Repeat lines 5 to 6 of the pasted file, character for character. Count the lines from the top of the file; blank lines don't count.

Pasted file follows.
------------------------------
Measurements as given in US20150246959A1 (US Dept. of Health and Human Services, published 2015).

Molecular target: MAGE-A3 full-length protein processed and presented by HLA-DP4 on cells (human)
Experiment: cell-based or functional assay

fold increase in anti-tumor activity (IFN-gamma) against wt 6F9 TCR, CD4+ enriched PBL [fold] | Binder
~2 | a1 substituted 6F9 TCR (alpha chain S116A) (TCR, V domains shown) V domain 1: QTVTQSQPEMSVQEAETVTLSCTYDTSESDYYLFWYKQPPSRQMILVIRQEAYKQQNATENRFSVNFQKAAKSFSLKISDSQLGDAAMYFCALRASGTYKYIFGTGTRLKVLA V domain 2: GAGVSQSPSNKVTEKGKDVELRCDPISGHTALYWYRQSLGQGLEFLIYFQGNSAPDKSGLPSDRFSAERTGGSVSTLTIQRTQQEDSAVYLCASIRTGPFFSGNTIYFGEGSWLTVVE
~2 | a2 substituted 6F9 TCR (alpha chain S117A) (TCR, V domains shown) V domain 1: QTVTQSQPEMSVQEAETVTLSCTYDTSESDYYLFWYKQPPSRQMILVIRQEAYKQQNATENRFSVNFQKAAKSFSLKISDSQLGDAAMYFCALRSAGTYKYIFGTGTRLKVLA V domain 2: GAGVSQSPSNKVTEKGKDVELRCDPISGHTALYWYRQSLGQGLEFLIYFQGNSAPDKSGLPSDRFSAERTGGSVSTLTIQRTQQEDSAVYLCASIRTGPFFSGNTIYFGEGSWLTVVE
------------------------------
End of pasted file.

~2 | a1 substituted 6F9 TCR (alpha chain S116A) (TCR, V domains shown) V domain 1: QTVTQSQPEMSVQEAETVTLSCTYDTSESDYYLFWYKQPPSRQMILVIRQEAYKQQNATENRFSVNFQKAAKSFSLKISDSQLGDAAMYFCALRASGTYKYIFGTGTRLKVLA V domain 2: GAGVSQSPSNKVTEKGKDVELRCDPISGHTALYWYRQSLGQGLEFLIYFQGNSAPDKSGLPSDRFSAERTGGSVSTLTIQRTQQEDSAVYLCASIRTGPFFSGNTIYFGEGSWLTVVE
~2 | a2 substituted 6F9 TCR (alpha chain S117A) (TCR, V domains shown) V domain 1: QTVTQSQPEMSVQEAETVTLSCTYDTSESDYYLFWYKQPPSRQMILVIRQEAYKQQNATENRFSVNFQKAAKSFSLKISDSQLGDAAMYFCALRSAGTYKYIFGTGTRLKVLA V domain 2: GAGVSQSPSNKVTEKGKDVELRCDPISGHTALYWYRQSLGQGLEFLIYFQGNSAPDKSGLPSDRFSAERTGGSVSTLTIQRTQQEDSAVYLCASIRTGPFFSGNTIYFGEGSWLTVVE